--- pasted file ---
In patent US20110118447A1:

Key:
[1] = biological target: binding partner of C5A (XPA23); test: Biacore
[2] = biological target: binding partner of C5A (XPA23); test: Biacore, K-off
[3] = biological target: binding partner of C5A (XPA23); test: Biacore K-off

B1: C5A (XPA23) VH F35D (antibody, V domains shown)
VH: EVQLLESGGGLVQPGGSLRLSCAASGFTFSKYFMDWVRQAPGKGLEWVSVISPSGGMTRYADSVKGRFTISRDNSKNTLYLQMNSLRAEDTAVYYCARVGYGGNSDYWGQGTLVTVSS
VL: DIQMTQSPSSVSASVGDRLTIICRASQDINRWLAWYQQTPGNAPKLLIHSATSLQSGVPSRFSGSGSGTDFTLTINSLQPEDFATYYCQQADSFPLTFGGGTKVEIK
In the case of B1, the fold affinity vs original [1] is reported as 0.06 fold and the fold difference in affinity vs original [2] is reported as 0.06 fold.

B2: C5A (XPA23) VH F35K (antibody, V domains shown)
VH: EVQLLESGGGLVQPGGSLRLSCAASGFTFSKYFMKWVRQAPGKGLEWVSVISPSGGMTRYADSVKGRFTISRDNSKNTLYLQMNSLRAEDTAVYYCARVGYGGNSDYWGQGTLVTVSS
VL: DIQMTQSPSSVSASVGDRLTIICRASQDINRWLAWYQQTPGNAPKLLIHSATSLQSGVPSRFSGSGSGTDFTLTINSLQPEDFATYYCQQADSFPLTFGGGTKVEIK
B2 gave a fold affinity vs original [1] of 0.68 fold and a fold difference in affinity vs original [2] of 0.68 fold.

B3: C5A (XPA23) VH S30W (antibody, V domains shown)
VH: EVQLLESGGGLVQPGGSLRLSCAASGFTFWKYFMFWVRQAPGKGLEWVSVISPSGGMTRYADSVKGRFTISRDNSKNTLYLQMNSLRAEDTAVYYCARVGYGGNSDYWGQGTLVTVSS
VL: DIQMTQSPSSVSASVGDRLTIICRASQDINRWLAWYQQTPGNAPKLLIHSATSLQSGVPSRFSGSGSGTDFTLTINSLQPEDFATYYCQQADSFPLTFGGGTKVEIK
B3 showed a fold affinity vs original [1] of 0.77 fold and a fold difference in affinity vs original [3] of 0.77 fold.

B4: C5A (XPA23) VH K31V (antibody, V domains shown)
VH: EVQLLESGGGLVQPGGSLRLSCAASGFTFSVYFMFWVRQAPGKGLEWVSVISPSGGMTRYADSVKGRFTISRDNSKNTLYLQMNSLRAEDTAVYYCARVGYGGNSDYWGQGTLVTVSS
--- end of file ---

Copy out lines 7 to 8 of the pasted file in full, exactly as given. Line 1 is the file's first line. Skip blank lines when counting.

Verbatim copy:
VH: EVQLLESGGGLVQPGGSLRLSCAASGFTFSKYFMDWVRQAPGKGLEWVSVISPSGGMTRYADSVKGRFTISRDNSKNTLYLQMNSLRAEDTAVYYCARVGYGGNSDYWGQGTLVTVSS
VL: DIQMTQSPSSVSASVGDRLTIICRASQDINRWLAWYQQTPGNAPKLLIHSATSLQSGVPSRFSGSGSGTDFTLTINSLQPEDFATYYCQQADSFPLTFGGGTKVEIK